So apparently to be a good blogger one needs to read other blogs. Alas I have been so busy that I haven't been able to read hardly anything for fun (except for my daily comics). But today I ventured over to two of my favorite blogs and found religious discussions that I found quite interesting.
The first is Scott Aaronson's blog about a conversation with a fundamentalist Christian and deducing the rules of religious inference. The topic is quite hot for I see regularly scientists and secularists being more on the offensive about the flaws of religion in books, blogs, magazines, and almost every form of print. In addition to these publications we also see that Scott recieved almost 200 comments on the post, which just goes to show how hot a topic it is.
The next blog is a friend over at Orthonormal Basis blogging about questioning acts of faith. While I realize that some may see such a questioning as an unforgivable offense to the Almighty, in my Socratic sytle I would say question on for better to be a reasoned man. Perhaps most of all these two posts have woken me up a bit to things I use to think about quite a bit before I came to this cold dead campus of eternal work. (Not cold and dead because it is secular but rather because I work too much.)
As one of Aaronson's commenter's points out, a part of the missing analysis among these blogs is Wittgenstein's idea of "aspect blindness". In my humble view, it seems that both the fundamentalist and the over-analyzed scientist are both hiding important aspects of their beliefs. Aaronson's post demonstrates how often religious people will hold contradictions solely because they are religious beliefs, this sort of analysis presumes that scientific beliefs which are held solely because they are scientific are more worthy. This shoots to the more important religion/science debate rather than merely attacking the ability of some individuals modus ponens abilities.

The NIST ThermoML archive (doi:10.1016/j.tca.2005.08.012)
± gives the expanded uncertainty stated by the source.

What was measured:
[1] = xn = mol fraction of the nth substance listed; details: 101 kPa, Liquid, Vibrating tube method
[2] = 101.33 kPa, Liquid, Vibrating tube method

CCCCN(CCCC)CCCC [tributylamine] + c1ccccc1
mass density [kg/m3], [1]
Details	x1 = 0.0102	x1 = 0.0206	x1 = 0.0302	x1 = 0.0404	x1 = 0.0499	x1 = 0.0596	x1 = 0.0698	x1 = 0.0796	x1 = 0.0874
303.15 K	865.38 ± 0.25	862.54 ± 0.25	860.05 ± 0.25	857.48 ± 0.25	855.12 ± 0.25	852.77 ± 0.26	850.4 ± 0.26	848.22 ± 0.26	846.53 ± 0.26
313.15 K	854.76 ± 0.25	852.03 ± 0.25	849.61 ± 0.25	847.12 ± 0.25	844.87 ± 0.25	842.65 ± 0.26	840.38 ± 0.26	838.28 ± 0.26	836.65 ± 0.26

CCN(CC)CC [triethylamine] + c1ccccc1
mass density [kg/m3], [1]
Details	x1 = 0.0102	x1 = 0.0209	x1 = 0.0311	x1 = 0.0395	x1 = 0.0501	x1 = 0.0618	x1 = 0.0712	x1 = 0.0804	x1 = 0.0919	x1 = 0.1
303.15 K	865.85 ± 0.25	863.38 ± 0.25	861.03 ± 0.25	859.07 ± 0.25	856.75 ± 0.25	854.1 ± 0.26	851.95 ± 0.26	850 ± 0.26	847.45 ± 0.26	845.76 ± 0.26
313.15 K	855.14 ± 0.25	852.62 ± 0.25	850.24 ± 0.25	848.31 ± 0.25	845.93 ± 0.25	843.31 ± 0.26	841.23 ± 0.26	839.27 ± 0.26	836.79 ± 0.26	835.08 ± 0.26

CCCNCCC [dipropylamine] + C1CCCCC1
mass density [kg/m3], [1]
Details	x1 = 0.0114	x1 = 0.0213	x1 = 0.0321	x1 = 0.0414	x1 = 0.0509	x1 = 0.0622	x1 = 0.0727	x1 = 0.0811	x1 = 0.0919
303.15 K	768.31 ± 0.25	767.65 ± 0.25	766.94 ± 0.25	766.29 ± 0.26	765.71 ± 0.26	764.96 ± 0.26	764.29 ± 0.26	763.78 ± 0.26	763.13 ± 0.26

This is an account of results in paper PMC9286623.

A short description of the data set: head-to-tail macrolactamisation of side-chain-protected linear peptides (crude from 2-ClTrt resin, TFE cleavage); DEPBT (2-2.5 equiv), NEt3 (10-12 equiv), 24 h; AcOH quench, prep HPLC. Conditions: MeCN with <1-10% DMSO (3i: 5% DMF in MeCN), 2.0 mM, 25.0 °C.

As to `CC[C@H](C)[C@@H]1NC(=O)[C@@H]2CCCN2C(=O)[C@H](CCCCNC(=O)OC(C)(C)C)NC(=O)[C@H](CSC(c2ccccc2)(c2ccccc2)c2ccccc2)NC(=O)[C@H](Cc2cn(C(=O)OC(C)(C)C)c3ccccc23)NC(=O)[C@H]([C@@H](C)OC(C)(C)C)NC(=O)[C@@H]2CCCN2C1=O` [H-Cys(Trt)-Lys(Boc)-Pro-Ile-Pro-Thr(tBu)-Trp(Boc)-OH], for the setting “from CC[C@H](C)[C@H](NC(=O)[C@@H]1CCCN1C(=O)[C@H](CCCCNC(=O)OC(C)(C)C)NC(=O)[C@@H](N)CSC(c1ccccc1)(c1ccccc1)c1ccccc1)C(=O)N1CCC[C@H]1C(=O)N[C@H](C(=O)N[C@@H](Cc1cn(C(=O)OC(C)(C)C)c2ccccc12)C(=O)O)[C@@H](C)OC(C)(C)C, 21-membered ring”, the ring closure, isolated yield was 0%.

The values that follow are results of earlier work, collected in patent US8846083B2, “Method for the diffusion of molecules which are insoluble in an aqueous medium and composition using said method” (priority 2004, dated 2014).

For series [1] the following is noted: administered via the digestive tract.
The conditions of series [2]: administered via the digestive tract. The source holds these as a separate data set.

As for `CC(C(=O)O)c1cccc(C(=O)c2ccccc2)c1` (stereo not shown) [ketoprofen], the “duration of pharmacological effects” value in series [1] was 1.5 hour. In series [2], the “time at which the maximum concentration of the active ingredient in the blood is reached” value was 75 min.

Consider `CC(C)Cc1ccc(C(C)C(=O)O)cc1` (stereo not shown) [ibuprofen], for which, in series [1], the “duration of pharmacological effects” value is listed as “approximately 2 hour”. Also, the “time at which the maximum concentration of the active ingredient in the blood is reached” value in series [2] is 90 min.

Let me expound a bit more on a simple example. Which is a "higher" belief, the belief that without God we would not exist or the belief that without oxygen we would die.
Of course, the second one is verifiable and the first not. Perhaps its easy to stop and say that since this is so and it appears to be true (modulo any science fiction fantasies) that is a "higher" belief. But this in itself seems to be a matter of faith, that true justified beliefs are "higher" and even qualify as "knowledge" (once again modulo the Gettier problem).
But the first belief, or some equivalent religious belief, still might strike one as a "higher" belief simple because of its subject. Such a belief will not pass for any test of "knowledge" and thus also becomes a matter of faith to hold that it is a higher belief. To some this belief does not make a difference in the grand scheme of things, it appears that very little in one's life depends on beliefs of this type. Once again a matter of faith.
Before one starts to even evaluate these beliefs an act of faith must be made. Unfortunately much of the debate about religion and science are riddled with ad hominem and other fallacies, but this essential question of how such an act of faith begins so much of our world views that it will start wars and indecencies among the most rational people.
Of course this path of logic tends to take me into much longer philosophical diatribes, but I guess I should just end my post with a question. How can we evaluate religious beliefs with such scientific reasoning that requires we take an opposite stand of faith?